Owners and employees of businesses most affected by the initial round of COVID-19-related closures are reeling from the news heightened pandemic restrictions are on the horizon.

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Owners and employees of businesses most affected by the initial round of COVID-19-related closures are reeling from the news heightened pandemic restrictions are on the horizon.

Chief provincial public health officer Dr. Brent Roussin announced tighter limits on Winnipeg businesses would be announced as early as Friday, due to "multiple examples of people just not following the fundamentals."

SUPPLIED</p><p>Manitoba Restaurant & Food Services Association executive director Shaun Jeffrey.</p>


Manitoba Restaurant & Food Services Association executive director Shaun Jeffrey.

The province announced a record-high daily number of COVID-19 cases Thursday.

For industry members, "The sad part is that we did not receive any feedback from the government whatsoever," said Shaun Jeffrey, executive director of Manitoba Restaurants & Foodservices Association.

Since the onset of pandemic restrictions in the spring, some local restaurants have shown as much as 90 per cent revenue loss, Jeffrey said.

"(The government needs) to be aware of what the consequences to our industry will be," he said. "When you start talking about additional restrictions on our industry — there are no other restrictions."

Between 40 and 60 per cent of staff, representing roughly 15,000 employees, were laid off in the wake of the initial clampdown on restaurants, he said, adding the association is hoping for further help from both the federal and provincial levels.

"It’s on the backs of business that Manitobans are being kept safe," Jeffrey said. "The reality is that if the plan is to shut down business, they need to do what other provinces have done and come with a subsidy program… They need to come to the table with sector-specific subsidies and assistance."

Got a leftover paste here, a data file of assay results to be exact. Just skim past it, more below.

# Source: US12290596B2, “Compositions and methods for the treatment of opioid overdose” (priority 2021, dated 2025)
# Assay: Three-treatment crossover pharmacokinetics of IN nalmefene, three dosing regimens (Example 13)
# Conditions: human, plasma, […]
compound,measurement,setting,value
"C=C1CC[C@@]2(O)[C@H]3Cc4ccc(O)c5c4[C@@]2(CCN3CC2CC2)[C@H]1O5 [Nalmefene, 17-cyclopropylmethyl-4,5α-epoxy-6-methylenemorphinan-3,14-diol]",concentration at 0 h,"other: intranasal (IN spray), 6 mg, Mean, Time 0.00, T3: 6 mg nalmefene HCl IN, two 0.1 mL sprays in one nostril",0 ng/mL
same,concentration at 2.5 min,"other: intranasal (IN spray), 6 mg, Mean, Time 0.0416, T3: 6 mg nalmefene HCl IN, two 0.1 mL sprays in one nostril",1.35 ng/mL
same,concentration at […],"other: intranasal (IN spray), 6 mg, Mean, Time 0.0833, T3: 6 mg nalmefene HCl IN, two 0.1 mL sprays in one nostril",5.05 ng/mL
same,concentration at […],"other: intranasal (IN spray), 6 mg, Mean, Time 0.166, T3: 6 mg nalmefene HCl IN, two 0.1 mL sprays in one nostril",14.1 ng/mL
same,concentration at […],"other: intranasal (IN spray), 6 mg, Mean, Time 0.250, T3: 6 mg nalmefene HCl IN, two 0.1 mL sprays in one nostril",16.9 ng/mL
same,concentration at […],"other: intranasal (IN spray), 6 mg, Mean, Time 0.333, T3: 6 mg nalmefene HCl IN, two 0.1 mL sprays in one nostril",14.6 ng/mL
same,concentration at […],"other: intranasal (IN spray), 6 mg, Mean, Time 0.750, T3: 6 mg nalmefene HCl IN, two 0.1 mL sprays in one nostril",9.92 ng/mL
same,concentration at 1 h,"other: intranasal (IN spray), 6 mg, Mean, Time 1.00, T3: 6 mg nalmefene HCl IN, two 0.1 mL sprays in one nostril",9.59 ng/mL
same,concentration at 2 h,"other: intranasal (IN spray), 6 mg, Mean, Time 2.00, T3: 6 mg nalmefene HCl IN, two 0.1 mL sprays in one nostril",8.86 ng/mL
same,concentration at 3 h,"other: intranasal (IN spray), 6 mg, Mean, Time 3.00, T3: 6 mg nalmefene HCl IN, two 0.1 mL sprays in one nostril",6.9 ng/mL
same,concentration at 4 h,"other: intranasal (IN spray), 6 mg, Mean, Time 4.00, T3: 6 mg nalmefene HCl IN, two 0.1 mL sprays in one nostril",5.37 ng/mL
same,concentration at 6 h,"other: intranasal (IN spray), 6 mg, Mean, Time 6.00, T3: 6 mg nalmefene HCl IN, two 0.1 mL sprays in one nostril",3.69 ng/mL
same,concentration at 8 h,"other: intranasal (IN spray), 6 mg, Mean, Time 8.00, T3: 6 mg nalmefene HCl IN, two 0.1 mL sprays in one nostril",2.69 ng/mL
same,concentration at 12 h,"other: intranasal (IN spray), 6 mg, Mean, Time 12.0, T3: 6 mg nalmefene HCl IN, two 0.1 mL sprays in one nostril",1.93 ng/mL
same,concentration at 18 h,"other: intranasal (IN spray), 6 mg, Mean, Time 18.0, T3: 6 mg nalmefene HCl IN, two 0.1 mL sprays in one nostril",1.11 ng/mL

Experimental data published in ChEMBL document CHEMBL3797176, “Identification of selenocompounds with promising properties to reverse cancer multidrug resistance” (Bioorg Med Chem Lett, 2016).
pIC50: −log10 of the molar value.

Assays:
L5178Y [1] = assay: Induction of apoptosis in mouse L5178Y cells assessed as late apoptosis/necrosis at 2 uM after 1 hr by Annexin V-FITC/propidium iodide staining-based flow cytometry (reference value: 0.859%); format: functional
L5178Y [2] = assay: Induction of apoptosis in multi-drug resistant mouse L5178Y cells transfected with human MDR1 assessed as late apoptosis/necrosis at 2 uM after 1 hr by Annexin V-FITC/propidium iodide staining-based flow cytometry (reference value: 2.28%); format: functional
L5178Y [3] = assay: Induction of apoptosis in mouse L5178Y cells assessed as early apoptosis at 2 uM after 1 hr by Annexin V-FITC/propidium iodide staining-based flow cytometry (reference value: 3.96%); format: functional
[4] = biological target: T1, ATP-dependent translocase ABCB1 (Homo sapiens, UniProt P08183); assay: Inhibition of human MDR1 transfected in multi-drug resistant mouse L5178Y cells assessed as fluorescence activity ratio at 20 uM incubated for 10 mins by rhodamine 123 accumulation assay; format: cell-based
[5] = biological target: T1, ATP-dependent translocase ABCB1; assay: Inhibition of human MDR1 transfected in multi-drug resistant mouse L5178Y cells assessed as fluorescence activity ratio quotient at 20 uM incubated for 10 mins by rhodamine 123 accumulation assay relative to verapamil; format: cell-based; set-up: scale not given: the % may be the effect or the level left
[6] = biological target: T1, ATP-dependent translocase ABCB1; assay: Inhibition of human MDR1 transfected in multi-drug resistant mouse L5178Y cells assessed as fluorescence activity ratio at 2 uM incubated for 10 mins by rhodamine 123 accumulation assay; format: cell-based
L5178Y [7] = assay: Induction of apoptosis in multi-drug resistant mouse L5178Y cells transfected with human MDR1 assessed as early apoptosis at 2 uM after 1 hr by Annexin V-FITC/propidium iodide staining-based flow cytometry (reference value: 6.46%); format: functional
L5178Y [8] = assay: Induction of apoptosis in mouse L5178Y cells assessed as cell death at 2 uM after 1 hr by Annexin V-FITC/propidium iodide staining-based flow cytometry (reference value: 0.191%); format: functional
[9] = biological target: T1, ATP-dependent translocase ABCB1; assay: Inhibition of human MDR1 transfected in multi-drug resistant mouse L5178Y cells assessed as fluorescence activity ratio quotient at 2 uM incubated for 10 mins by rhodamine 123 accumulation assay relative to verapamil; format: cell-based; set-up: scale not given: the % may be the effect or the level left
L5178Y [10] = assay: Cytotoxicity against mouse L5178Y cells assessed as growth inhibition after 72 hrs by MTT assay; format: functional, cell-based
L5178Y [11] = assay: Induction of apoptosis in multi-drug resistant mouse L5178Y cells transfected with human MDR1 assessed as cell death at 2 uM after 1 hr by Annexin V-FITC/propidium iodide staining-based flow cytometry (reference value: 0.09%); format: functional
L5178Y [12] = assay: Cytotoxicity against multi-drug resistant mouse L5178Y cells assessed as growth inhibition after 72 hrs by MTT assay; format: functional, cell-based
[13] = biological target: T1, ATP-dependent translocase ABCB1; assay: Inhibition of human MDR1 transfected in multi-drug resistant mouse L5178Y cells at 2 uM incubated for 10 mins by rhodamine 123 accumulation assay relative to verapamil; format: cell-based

The news of looming measures left Winnipeg Chamber of Commerce president and chief executive officer Loren Remillard feeling "deflated, but not surprised."

"Deflated because business, right from Day 1, has done an exceptional job leading the way, in terms of helping to flatten the first wave’s curve with voluntarily closing their doors, having their staff work from home, purchasing PPE supplies — really going above and beyond the requirements of the public health orders," he said.

Many owners in the province are asking themselves if they will be able to survive a second clampdown, after some had seen business returning in the time before the most recent surge in COVID-19 cases, Remillard said.

"They bore all these costs at a time where their revenues were declining, or for some, just completely evaporating, and just recently, prior to this recent surge, there were glimmers of hope that we were reopening the economy… and now we see the potential of new restrictions that will set those businesses back again."

Remillard said he couldn’t speculate how severe the looming restrictions would be, but another full lockdown would be "catastrophic" for locally-owned businesses.

"I think the lesson we learned from the first wave, when it did go to a full lockdown, is no government, no community, no economy can afford to see a repeat of that," he said.

Local businesses can do their part by controlling what they’re able to, and customers, as the holiday season approaches, should be working to buy local whenever possible, Remillard said.

"This is your opportunity — we’ve heard a lot about shopping local and the importance of it," he said.

"If new restrictions come in place that make it even more challenging for consumers to visit brick-and-mortar (shops), please make sure you’re searching for local businesses and spending your dollars locally. Because, at the end of the day, it’s the local business community that defines the character of our community."

— with files from Julia-Simone Rutgers



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Malak Abas

Malak Abas

Malak Abas is a reporter for the Winnipeg Free Press.

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